Eilen Jewell grew up in Boise, Idaho in the American mid-west. At age 18, Jewell decided to head to the American west coast to the city of Sante Fe to study music at St John’s College. St John’s has a reputation for progressive teaching methods – prescriptive teaching methods or eschewed in favour of a focus on critical analysis and creativity.
“It was a really funky college,” Jewell says. “At the time it seemed the right thing for me to do. It’s a strange curriculum – no textbooks, no grades, no professors.” Jewell pays tribute to the influence of the idiosyncratic teaching style on her approach to writing and performing music. “I learned how to think critically, and I learned how to write songs while I was there. I don’t fake my way through writing, and I learned to question everything I do,” Jewell says.
Jewell had started playing piano at primary school, before ‘dabbling’ in violin. Her parents, while not musicians, provided a musical foil to Jewell’s predominantly classical education. “My parents are great lovers of music,” Jewell says, “especially my father, who’s a fan of lots of music. I got my love of Bob Dylan from my father.”
While conceding that Boise isn’t the world’s most vibrant artistic scene, Jewell maintains a strong affection for her hometown. “It was pretty great,” Jewell says. “I loved growing up there – it was great being a kid there. But the city didn’t really offer a whole lot in the music scene. The arts scene is certainly not as vibrant there. But I still feel that Boise is a huge part of who I am,” she says.
Despite moving to Santa Fe to study music, Jewell says it took a while before she decided to throw her hand into live musical performance. “I guess I didn’t ever really mean to get started as a performer,” Jewell says. “I never really thought of myself as a performer. I was hanging around with some friends who were performing, and I started strumming along. Eventually they asked me to play with them at a farmers’ market. I started to enjoy it, and when my friends – who were a year older than me – moved away, I kept going.”
Jewell became enamoured with iconic female country and blues singers, including Emmylou Harris, Loretta Lynn (whom Jewell paid tribute to a couple of years ago with an album of cover versions), Wanda Jackson and Mavis Staples. In fact, Jewell managed to secure those performers’ autographs on her guitar, that she’s only recently stopped playing – partly due to the increasing value of that signed guitar. “I had to stop performing with it recently because it became too precious,” Jewell laughs. “Plus, I was lucky enough for someone to custom make me a great guitar that I use now.”
Jewell threw herself into the touring circuit, regularly traversing the bars and coffee houses of continental United States. “I like touring, though I do get worn out on the longer tours,” Jewell says. “But when I’m at home I start to get antsy, and I look forward to getting back on the road. I try to be grateful for all the different days that are on my calendar.”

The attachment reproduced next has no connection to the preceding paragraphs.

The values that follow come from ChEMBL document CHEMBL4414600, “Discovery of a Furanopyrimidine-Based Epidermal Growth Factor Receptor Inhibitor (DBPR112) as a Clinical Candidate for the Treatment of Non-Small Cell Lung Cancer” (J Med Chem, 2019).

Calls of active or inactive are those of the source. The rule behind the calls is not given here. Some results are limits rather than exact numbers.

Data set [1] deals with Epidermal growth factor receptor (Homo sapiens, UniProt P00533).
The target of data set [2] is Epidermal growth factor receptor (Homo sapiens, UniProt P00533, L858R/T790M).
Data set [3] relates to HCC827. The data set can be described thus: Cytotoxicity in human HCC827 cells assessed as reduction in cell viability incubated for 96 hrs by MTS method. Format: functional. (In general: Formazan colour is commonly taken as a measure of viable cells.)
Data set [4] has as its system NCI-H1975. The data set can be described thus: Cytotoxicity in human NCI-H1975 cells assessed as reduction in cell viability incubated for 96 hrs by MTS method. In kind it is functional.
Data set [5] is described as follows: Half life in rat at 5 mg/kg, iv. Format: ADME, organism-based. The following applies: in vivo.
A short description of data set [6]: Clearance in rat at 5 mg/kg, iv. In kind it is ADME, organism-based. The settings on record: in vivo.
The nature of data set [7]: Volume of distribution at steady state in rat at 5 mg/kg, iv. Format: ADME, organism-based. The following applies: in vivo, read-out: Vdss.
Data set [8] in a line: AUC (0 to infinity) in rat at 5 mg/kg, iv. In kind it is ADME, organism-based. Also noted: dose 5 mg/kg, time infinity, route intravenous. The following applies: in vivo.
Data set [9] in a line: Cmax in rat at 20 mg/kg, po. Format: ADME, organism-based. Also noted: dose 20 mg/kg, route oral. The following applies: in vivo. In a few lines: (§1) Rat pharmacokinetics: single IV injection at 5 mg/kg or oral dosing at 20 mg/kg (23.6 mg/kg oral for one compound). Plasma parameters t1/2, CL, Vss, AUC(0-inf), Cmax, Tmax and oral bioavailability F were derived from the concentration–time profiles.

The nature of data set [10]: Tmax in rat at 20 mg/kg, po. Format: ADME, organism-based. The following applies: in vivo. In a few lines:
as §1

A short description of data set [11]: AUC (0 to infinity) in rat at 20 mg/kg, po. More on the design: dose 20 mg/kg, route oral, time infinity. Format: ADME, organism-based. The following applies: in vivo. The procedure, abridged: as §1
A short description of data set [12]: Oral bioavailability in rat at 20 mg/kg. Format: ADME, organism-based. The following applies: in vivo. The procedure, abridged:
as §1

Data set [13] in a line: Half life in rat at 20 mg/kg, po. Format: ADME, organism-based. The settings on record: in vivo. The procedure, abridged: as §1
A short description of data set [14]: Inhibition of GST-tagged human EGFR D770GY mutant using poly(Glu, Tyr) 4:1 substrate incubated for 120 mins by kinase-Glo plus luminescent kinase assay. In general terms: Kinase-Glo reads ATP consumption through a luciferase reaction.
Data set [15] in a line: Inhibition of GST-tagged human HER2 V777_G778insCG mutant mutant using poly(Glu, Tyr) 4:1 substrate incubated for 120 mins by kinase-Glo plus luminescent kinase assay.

Eventually Jewell settled in Boston on the American east coast, where she now lives with her husband and drummer, Jason Beek. “I’d been living in rural Massachusetts, and I wasn’t sure what I wanted to do with my life, and then I realised that I wanted to be a musician,” Jewell says. Through her soon-to-be husband Beek, Jewell had become immersed in the Boston music scene. “He was really tapped into the scene, and there’s some really great musicians there,” she says.
Jewell’s latest album, Queen Of The Minor Key, reflects both contemporary and historical influences. “At the time of writing the album I was listening to a lot of Fred Eaglesmith – the record he’d just put out,” Jewell says. “And I was also listening to a lot of Creedence Clearwater Revival, as well as lots of '60s girl group music.” Jewell says the minimalist 60s production sensibility was something she was interested in exploring on the album. “I really like that simple production style,” she says. “I’ve actually been really into that early '60s stuff recently, also early 60s country music – in fact anything with ‘early’ in front it,” Jewell laughs.
The title of the record was taken originally from a line used to introduce Jewell at one of her shows. “A friend of mine said so many of my songs were written in a minor key, so when he introduced me at a show, he said I was the ‘queen of the minor key’,” Jewell says.
Jewell is about to head out to Australia for her second Australian tour; her first tour included seeing a koala while on the Great Ocean Road. “We went through this little town on the way to the Port Fairy Folk Festival, and we stopped and looked up in the trees and saw him – it was the cutest thing I’ve seen,” Jewell says.
BY PATRICK EMERY
EILEN JEWELL plays the Corner Hotel on Thursday March 22, Meeniyan Hall on Saturday March 24, the Caravan Music Club on Sunday March 25, Byron Bay Bluesfest, taking place between Thursday April 5 to Monday April 9 and Boogie Festival in Tallarook on Sunday April 8.